There is really no substitute for making policy backwards, from the desired feasible paths of the objective variables that really matter to the mixture of policy instruments that can bring them about. [...]
The procedure requires a model -- there is no getting away from that. Models are highly imperfect , but they are indispensable. The model used for policymaking need not be any of the well-known forecasting models. It should represent the policymaker's beliefs about the way the world works...Any policymaker or advisor who think he is not using a model is kidding both himself and us...This week, the Wall Street Journal published the results of an interesting study examining the statements of 14 policymakers made during the course of the recovery concerning the economy and its outlook. According to the WSJ, the statements of Janet Yellen have been the most prescient (see this clip). In other words, her model of the economy has been very effective at helping her anticipate the economy's prospects during the last few years. According to Jan Hilsenrath of the WSJ, one of the authors of the study, Yellen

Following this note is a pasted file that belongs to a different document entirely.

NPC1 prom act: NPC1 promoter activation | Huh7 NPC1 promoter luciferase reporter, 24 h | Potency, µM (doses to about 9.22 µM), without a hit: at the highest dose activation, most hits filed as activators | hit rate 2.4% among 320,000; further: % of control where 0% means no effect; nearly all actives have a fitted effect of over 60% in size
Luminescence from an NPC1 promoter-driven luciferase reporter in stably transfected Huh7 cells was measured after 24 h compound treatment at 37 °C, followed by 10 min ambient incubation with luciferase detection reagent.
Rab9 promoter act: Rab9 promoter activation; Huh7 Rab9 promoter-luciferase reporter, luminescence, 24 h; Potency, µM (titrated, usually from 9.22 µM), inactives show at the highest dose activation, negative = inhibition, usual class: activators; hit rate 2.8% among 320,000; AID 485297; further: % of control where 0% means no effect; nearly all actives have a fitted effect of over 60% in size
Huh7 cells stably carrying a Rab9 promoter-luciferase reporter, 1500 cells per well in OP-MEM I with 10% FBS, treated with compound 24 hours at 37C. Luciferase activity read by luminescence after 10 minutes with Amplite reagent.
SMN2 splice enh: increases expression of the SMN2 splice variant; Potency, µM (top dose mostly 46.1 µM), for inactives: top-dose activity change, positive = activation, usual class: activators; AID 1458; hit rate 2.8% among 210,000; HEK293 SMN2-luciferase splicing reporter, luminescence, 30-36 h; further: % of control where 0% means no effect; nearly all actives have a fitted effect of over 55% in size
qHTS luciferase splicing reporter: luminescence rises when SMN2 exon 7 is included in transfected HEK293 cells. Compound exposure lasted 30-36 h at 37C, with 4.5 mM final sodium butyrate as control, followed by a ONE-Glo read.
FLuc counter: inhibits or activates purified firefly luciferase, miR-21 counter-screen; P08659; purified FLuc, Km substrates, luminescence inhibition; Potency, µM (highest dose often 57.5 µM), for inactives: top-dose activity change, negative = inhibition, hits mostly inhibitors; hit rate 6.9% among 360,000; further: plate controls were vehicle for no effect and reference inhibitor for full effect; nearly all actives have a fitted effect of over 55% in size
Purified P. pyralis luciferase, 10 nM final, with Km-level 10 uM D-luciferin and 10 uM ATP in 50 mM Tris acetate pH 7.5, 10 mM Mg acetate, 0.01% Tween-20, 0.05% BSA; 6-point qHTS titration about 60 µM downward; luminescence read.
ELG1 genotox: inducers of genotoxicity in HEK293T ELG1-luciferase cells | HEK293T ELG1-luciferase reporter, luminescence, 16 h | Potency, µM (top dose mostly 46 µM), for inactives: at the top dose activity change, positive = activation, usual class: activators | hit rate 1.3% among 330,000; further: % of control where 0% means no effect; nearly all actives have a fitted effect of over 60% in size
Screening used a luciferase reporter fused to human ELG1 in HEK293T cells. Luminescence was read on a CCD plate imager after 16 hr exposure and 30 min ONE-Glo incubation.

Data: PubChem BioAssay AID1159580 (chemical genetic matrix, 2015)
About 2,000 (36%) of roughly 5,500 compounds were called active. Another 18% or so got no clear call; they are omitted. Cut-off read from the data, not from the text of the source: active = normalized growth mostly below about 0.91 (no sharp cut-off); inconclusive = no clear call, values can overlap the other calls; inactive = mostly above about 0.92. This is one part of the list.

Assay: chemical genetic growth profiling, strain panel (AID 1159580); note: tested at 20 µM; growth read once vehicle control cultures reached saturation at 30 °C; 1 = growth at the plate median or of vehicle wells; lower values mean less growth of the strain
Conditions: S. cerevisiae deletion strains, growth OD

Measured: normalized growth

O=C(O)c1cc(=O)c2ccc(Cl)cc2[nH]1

...had a model of the economy that worked in this case. She has a model that says when there's a lot of slack in the economy, when there is a lot of unemployment, when there is a lot of idle factories, you don't get a lot of inflation. And that model worked this time around. [...]
Her fans who want her to become the next Fed chair would argue she's been right before. She was issuing some warnings in 2006 about the housing bubble. She was talking in the 1990s -- you know, when you go to transcripts of Fed meetings -- about froth in the financial markets.One interesting fact is that Janet Yellen was a student of Tobin (and a good one too).
When Janet L. Yellen was a graduate student in economics at Yale University, classmates quickly figured out that the best way to decipher Professor James Tobin's lectures was to borrow her notes. And long after Yellen received her PhD in 1971, the Yellen Notes--as they became known--served as the unofficial textbook for generations of graduate students. ''She has a genius for expressing complicated arguments simply and clearly,'' says Nobel winner Tobin.